After discussing the points from the video we got out the tubanos and tried to mimic what Evelyn Glennie demonstrated to feel vibrations on the drums. We reviewed the different hand drumming techniques they learned previously (bass, tone, and slap) to get different sounds from the drum, and discussed how that works. Then we talked about listening- not just hearing, but listening. I split the class into small groups and had each group take turns improvising together, pointing out the importance of listening to each other to not only stay together in the groove but also to fill in some gaps, step back when someone else is filling in, and try to give everyone space to shine. It really got them thinking and listening in a way they hadn't before!

Obviously there is so much more we could do with this, but I was really happy with the discussions and experiences we had through these lessons, and it was a great way to get my older students to actually listen to each other- something they are not particularly inclined to do this time of year! If you have other lesson activities or resources you've used to teach the science of sound in elementary music I'd love to hear about them in the comments!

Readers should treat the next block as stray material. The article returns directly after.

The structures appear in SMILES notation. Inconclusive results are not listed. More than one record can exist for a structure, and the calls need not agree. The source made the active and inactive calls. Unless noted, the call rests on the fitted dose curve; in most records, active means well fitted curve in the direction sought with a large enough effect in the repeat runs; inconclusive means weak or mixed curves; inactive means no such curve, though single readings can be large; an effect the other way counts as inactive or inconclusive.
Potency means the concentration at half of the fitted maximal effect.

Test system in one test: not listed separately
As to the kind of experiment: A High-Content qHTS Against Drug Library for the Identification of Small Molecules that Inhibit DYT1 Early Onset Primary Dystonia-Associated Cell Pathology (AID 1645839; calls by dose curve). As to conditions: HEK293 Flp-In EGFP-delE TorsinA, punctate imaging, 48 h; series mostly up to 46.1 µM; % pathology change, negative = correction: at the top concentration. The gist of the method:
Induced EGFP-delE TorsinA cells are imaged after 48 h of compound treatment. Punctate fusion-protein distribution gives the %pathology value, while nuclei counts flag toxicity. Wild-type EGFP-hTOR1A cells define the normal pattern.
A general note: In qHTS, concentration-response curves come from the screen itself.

Tuesday, April 12, 2022

3 Lessons to Teach Triple Meter

After working on triple meter with a few different grades recently I was reminded of how much fun it is to teach! If you're looking for some new, fun, engaging ways to teach triple meter, here are some of my favorite lessons.

1. Tinikling